In a BBC interview, he confirmed he hadn’t sought the position and cited the fact that central banking 'has become much more political in recent times' as an explanation for why not.
The government is seeking a successor to Mark Carney, who will step down in January. Carney has been thrust into the heart of the Brexit debate either by having to adjust monetary policy to react to it or because of criticism from some lawmakers that he is overly pessimistic about the economic risks of leaving the European Union.
'It’s best a country has someone who understands the political situation within and knows how to navigate that,' Dr. Rajan told the BBC. 'It’s obvious I am an outsider and I have very little understanding of the deep ebbs and flows of politics in that country.'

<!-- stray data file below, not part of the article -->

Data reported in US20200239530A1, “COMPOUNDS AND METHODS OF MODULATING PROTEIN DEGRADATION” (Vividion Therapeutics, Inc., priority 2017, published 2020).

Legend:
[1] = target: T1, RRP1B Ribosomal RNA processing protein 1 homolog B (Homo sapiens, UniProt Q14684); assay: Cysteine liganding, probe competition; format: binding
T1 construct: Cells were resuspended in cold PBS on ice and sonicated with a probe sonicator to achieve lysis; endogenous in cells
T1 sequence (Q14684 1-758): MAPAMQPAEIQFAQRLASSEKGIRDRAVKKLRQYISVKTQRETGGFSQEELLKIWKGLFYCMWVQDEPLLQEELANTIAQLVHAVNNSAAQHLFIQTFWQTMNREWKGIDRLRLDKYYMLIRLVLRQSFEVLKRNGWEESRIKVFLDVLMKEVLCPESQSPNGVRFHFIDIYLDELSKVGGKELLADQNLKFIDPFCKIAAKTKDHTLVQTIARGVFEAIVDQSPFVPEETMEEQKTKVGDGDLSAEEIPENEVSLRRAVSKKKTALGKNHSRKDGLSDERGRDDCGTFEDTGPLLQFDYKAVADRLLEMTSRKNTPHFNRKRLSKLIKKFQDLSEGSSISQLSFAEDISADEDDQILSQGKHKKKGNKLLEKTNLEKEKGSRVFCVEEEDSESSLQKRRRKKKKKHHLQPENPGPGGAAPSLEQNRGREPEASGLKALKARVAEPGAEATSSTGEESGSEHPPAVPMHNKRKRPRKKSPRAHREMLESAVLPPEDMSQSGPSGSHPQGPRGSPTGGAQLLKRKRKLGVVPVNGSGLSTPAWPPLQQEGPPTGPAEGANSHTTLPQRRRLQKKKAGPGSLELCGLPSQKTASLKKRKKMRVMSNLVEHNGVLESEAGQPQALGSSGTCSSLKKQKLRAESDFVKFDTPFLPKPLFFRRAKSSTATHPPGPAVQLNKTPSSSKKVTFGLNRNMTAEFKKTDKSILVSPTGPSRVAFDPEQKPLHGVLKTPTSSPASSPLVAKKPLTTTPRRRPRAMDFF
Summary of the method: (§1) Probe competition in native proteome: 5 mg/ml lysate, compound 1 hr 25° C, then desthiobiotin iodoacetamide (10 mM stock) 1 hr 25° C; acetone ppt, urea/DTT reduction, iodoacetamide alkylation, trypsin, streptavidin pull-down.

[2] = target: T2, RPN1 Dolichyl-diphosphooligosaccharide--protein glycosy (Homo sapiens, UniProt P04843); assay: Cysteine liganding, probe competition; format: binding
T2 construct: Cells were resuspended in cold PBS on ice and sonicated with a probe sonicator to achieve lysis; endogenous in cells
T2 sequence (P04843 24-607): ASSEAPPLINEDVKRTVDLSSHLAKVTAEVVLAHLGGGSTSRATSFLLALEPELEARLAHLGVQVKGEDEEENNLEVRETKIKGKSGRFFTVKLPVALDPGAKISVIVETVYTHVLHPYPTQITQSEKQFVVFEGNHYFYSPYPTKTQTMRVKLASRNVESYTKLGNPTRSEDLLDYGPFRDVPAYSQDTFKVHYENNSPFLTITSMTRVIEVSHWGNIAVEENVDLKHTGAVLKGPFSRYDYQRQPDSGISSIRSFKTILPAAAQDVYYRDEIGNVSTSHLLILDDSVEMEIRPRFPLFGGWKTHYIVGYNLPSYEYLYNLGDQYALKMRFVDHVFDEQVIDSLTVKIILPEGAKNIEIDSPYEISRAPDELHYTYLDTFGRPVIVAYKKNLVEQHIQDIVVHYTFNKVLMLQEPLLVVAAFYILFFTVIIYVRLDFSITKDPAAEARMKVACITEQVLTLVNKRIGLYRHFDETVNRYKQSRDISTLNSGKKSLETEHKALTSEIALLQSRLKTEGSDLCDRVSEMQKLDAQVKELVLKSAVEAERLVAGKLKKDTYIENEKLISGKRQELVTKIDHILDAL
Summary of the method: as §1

Dr. Rajan, who now teaches at Chicago Booth School of Business and once served as chief economist of the International Monetary Fund, was recently named as the second most likely to get the BOE job by economists in a Bloomberg survey.
The Chancellor of the Exchequer, Philip Hammond started searching for a replacement for Carney in April and has attracted 30 applications. He met Dr. Rajan in January, according to the Treasury, although the latter declined to tell the BBC if he had been approached to run the central bank.'I’m perfectly happy in my job,' he said. 'I haven’t applied for any job.'